Huntington Folk Festival
August 1, 2009
— starting at 3 p.m. — FREE — open to all —
Our fourth annual SUMMER Festival, the Huntington Folk Festival in Heckscher Park, Huntington, NY
Performances on the Chapin Rainbow Stage
Opening Act: THE ROWAN BROTHERS
CHRIS AND LORIN
3:00pm to 6:00pm
AREA 2: Banjo Workshop 3:30 to 4:30pm
3:00 Hank Stone / Todd Evans
3:15 Denise Romas
3:30 David Bailey
3:45 Susan Kane
4:00 Kelly Flint / Glen Roethel
4:30 The YaYas
4:45 Princess Peapod
5:00 Barbara Garriel
5:10 Joe Iadanza / Jenee Halstead / Gathering Time
or walk/drive into Huntington Village and enjoy dinner at one of its many fine restaurants before returning to the park for the evening concert.
8:30pm — Featured act: PETER ROWAN
Parking info and map below, or
GET GOOGLE MAP
Stretch out on your blanket on the lawn
or bring your own camp chairs for seating behind the white line
and the Huntington Arts Council as part of the Huntington Summer Arts Festival.
The Huntington Folk Festival is produced by the Folk Music Society of Huntington,
as part of the 44th Annual Huntington Summer Arts Festival that is presented by the Town of Huntington
and produced by the Huntington Arts Council, Inc. www.huntingtonarts.org
Peter Rowan was one of the major cult bluegrass artists of the '80s, winning a devoted, international fan base through his independent records and constant touring. A skilled singer/songwriter, Rowan also yodeled, and played numerous stringed instruments and the saxophone. He was born in Boston, Massachusetts; his parents and many of his relatives were musicians, and it seemed only natural that Rowan too would become one. When he was a teenager, he frequently hung out at the Hillbilly Ranch, where he heard such bluegrass and old-time bands as the Lilly Brothers. He also enjoyed listening to the blues.
Rowan formed the Tex-Mex band the Cupids while he was in high school. The group became a popular New England attraction and independently released a single. After college, he decided to become a professional musician, and in 1963 joined the Cambridge-based Mother Bay State Entertainers as a mandolin player and singer, appearing on their LP The String Band Project. In 1964, after performing with Jim Rooney and Bill Keith, Rowan became a rhythm guitarist and lead singer with Bill Monroe and his Blue Grass Boys. He remained with them through 1967, leaving to join mandolinist David Grisman in the folk-rock band Earth Opera. The group recorded a couple of albums and toured (frequently opening for The Doors) until the early '70s. One of their albums, The Great Eagle Tragedy (1969) produced a minor hit single, Home to You.
While with Monroe and Earth Opera, Rowan had begun to write and co-write songs, some of which were used in both bands. After leaving Earth Opera, he became a part of Seatrain, a rock-fusion unit whose records were produced by George Martin. Rowan left the band in 1972 to form the Rowan Brothers with siblings Chris and Lorin, and recorded one eponymous album. After the group disbanded Rowan then recorded Old & in the Way with Grisman, Jerry Garcia, Vassar Clements and John Kahn. In 1974, Rowan, Grisman, Clarence White and Richard Greene formed Muleskinner, a bluegrass band. Muleskinner released one album and then disbanded. He then reunited the Rowan Brothers, who this time played together until the early '80s. Meanwhile, Rowan also began playing rock and bluegrass with Mexican Airforce, which featured accordion player Flaco Jimenez. In the mid-'80s, he and Jiminez again reteamed to record Flaco Jiminez and Peter Rowan: Live Rockin' Tex-Mex. He founded the Nashville-based Wild Stallions in 1983, and throughout the '80s and '90s continued to work with a variety of musicians and tour as a solo act.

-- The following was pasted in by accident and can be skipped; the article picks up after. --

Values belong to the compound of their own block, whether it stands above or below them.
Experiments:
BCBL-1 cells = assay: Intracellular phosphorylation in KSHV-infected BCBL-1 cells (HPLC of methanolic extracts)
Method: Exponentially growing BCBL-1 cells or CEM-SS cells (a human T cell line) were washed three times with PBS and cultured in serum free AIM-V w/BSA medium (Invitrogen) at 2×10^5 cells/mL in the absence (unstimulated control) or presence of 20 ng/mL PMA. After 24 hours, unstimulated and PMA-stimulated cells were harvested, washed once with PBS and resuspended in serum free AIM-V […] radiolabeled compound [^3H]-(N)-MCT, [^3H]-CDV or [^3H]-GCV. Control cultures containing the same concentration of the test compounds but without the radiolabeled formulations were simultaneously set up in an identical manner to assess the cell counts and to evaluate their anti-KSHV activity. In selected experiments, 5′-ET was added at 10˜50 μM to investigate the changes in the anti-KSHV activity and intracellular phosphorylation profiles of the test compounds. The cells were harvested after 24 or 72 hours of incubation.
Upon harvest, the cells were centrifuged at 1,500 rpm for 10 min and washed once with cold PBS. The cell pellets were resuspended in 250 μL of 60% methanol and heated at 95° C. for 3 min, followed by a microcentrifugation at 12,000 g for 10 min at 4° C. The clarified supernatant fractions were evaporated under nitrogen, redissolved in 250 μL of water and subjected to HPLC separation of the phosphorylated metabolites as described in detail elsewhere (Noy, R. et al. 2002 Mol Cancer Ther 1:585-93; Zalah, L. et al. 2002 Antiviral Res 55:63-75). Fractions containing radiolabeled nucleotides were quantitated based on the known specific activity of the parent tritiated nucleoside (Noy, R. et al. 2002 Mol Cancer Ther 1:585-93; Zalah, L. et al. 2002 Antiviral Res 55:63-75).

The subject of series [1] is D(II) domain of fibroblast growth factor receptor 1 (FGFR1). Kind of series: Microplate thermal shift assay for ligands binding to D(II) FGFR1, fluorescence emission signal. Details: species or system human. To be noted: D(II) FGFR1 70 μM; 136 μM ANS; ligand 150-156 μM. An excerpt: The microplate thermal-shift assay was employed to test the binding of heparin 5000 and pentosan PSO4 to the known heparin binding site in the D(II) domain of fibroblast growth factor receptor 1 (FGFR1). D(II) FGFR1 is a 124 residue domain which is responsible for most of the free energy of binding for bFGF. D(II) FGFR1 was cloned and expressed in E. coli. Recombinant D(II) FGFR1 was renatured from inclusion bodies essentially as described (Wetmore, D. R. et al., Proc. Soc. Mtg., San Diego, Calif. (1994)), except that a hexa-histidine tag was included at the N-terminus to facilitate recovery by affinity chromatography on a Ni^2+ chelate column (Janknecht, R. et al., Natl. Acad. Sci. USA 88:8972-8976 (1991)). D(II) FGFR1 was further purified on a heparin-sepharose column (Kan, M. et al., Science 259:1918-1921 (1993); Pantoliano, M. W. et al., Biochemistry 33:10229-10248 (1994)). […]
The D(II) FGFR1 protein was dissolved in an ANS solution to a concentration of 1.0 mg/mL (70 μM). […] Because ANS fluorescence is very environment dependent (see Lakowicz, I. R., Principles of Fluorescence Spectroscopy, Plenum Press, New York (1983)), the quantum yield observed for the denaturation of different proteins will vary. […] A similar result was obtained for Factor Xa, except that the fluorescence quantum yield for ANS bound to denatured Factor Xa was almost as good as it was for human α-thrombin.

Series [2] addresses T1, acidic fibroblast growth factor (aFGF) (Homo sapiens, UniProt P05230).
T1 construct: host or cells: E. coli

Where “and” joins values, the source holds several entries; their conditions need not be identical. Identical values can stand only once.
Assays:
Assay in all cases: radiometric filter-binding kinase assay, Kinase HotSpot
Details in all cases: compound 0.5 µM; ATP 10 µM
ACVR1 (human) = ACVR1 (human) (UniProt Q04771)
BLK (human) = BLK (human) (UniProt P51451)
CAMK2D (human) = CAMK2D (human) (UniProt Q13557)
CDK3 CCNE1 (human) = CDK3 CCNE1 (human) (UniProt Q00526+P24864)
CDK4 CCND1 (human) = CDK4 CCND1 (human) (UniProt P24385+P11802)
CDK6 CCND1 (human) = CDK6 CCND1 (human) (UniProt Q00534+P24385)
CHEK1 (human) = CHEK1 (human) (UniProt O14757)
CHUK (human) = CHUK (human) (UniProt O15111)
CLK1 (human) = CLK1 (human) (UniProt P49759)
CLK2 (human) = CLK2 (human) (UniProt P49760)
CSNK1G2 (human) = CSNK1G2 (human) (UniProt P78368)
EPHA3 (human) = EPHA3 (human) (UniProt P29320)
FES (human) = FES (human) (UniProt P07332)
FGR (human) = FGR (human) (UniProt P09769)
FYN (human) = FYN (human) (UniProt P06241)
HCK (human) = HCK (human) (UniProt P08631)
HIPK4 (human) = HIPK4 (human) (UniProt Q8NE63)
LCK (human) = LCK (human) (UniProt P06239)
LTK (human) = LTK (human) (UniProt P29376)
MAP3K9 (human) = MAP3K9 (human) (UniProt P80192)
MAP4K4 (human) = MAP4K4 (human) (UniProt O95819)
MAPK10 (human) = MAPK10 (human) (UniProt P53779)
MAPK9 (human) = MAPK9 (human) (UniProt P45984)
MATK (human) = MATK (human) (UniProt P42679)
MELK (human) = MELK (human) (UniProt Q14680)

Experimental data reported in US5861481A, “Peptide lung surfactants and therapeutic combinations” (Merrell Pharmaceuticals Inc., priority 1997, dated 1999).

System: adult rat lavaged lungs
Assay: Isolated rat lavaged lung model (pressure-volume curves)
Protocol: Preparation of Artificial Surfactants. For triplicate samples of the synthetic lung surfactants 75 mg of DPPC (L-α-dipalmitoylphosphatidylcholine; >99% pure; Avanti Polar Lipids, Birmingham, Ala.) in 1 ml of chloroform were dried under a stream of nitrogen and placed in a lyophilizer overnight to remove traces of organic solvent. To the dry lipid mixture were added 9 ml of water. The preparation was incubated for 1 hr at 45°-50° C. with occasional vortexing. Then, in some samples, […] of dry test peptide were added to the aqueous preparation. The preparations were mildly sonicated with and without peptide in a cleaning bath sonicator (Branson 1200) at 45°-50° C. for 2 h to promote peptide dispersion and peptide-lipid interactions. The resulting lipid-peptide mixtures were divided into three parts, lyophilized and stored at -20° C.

Link to Rowan's web site:
The Rowan Brothers
Chris and Lorin
with Sue Cunningham on fiddle
“The modern day Everly Brothers with a Newgrass flare ...”
Chris and Lorin Rowan were born and raised near Boston, Massachusetts where their more famous brother Peter was already making a name for himself playing with Bill Monroe and as part of Old And In The Way. All three brothers played in folk, bluegrass and pop bands. In the early ‘70s, Chris and Lorin got hooked up with aspiring producer and instrumental wizard David Grisman. Before long, Chris and Lorin along with Grisman moved to “where it was happening” San Francisco, and they still reside there today. One of the brother’s first gigs in the Bay Area was opening for the Grateful Dead at the closing of the Fillmore West in 1971. Shortly thereafter Clive Davis (Columbia Records) and David Geffen (Asylum) got into a bidding war for the talented singer/songwriters. Davis won out and the band produced the lavish and much-neglected The Rowans Brothers album on Columbia. Musicians appearing on the album included drum legend Jim Keltner, Grisman, and the Grateful Dead’s Jerry Garcia and Bill Kreutzmann.
The brothers have recently been woodshedding, co-writing new songs and are now back in the studio finishing up their follow up CD which delves deep into acoustic roots with their two part vocal harmonies reminiscent of great brother singing acts like the Louvin Brothers and the Everly Brothers. There's even some early Lennon/McCartney influences to be heard in their songwriting style and singing. The new CD in the works has a distinct ‘lo-fi’ approach to the new song arrangements, capturing bare acoustic guitar and mandolin, as well as some tracks backed with a rockabilly beat with Lorin on telecaster and Chris on 12 string. Brother Peter has co-written lyrics on one of the new tunes Deja Blue.
Their new CD will be available at the concert.
Chris and Lorin will join their brother Peter for the grand finale.
Chris and Lorin with Sue Cunningham